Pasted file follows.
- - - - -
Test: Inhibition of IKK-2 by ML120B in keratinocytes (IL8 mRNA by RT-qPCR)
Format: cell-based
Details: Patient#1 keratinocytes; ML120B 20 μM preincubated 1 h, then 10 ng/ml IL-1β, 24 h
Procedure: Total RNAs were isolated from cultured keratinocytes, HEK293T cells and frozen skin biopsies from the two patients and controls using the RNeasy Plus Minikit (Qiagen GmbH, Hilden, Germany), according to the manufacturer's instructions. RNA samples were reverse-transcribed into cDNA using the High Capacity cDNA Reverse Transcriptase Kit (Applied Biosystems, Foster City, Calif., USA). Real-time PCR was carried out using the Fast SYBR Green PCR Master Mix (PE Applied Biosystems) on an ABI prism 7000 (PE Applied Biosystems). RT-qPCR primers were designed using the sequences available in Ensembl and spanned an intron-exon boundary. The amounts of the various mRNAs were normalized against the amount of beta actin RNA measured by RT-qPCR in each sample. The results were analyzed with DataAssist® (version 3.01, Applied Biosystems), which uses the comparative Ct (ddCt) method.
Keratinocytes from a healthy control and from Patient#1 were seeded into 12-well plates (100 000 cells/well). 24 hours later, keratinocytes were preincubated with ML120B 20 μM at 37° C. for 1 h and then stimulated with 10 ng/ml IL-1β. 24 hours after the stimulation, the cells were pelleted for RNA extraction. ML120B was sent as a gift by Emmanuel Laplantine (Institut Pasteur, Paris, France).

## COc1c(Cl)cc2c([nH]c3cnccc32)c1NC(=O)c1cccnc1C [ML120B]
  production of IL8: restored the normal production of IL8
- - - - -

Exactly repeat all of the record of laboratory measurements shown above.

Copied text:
Test: Inhibition of IKK-2 by ML120B in keratinocytes (IL8 mRNA by RT-qPCR)
Format: cell-based
Details: Patient#1 keratinocytes; ML120B 20 μM preincubated 1 h, then 10 ng/ml IL-1β, 24 h
Procedure: Total RNAs were isolated from cultured keratinocytes, HEK293T cells and frozen skin biopsies from the two patients and controls using the RNeasy Plus Minikit (Qiagen GmbH, Hilden, Germany), according to the manufacturer's instructions. RNA samples were reverse-transcribed into cDNA using the High Capacity cDNA Reverse Transcriptase Kit (Applied Biosystems, Foster City, Calif., USA). Real-time PCR was carried out using the Fast SYBR Green PCR Master Mix (PE Applied Biosystems) on an ABI prism 7000 (PE Applied Biosystems). RT-qPCR primers were designed using the sequences available in Ensembl and spanned an intron-exon boundary. The amounts of the various mRNAs were normalized against the amount of beta actin RNA measured by RT-qPCR in each sample. The results were analyzed with DataAssist® (version 3.01, Applied Biosystems), which uses the comparative Ct (ddCt) method.
Keratinocytes from a healthy control and from Patient#1 were seeded into 12-well plates (100 000 cells/well). 24 hours later, keratinocytes were preincubated with ML120B 20 μM at 37° C. for 1 h and then stimulated with 10 ng/ml IL-1β. 24 hours after the stimulation, the cells were pelleted for RNA extraction. ML120B was sent as a gift by Emmanuel Laplantine (Institut Pasteur, Paris, France).

## COc1c(Cl)cc2c([nH]c3cnccc32)c1NC(=O)c1cccnc1C [ML120B]
  production of IL8: restored the normal production of IL8